Presentation on theme: "AS/A2 – Making Notes Supporting Students Learning."— Presentation transcript:
AS/A2 – Making Notes Supporting Students Learning
Introduction Aims To explore the skills required in note-taking from texts. To identify the difficulties which students experience when note taking. To propose a range of strategies that can be used to support note taking.
Lets Think About It … Look at the article on RE and Thinking skills. Reflect for a few minutes on how you would make notes on this article. With a colleague share how you approached the task. Are there similarities / difference in approach.
Why Take Notes? Stops the mind wandering and focuses attention Forces the student to make sense of the text Encourages the student to reflect upon the ideas in the text Extends the memory Acts as a brief aide-memoire
Important to Think About… The teacher needs to be clear about the purpose of the note-taking, eg aide- memoire for revision, later recall or an essay. Making notes gives reading and listening a purpose, and demands concentration. It focuses attention on the text Effective note-taking forces the writer to try to make sense of the written or spoken text and to think about the ideas within it.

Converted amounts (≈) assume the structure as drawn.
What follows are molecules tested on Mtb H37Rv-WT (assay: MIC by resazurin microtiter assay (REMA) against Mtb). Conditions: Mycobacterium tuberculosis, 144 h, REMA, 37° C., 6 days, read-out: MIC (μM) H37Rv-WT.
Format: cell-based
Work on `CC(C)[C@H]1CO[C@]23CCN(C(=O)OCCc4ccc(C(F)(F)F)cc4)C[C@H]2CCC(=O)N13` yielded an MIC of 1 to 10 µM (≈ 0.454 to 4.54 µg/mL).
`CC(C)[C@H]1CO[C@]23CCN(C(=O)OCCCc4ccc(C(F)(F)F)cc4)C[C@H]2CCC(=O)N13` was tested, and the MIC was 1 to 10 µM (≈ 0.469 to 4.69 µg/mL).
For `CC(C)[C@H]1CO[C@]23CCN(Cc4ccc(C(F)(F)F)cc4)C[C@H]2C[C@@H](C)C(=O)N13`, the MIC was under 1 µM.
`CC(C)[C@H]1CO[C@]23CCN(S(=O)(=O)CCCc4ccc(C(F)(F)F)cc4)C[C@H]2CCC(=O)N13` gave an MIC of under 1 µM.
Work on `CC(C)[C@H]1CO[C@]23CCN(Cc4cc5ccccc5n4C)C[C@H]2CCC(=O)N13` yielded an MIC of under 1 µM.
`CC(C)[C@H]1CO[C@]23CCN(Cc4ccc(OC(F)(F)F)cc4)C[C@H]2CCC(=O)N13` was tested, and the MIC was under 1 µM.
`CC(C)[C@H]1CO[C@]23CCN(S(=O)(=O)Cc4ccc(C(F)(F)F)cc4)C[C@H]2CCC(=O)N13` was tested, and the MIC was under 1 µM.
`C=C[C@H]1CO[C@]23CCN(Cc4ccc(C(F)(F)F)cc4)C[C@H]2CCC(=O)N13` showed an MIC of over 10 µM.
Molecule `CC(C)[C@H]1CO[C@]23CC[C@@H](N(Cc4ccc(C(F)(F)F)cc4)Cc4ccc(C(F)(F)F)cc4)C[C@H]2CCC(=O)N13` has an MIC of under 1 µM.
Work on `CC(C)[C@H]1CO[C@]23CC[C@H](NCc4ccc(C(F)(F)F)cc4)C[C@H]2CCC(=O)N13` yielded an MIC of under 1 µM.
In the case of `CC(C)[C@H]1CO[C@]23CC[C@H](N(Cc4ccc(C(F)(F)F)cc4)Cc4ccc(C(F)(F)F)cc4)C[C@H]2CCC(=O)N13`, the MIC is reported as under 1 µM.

Important to Think About… Reading to learn is made more efficient by note-taking. The process of taking notes extends the memory: which can support revision in the future. Methods for making the notes are likely to include: bullet points and key words. some may also use charts, diagrams and tables.
Note-taking may include: Close reading/listening Making sense of the original text Determining what is of use and relevant Identifying relationships between ideas Understanding how the writer has arrived at the key ideas Critically reflecting upon the validity of the ideas in the text Selecting ideas appropriate for the purpose of the task Transforming the language of the original into a form which is meaningful to the reader Abbreviating language to produce a concise summary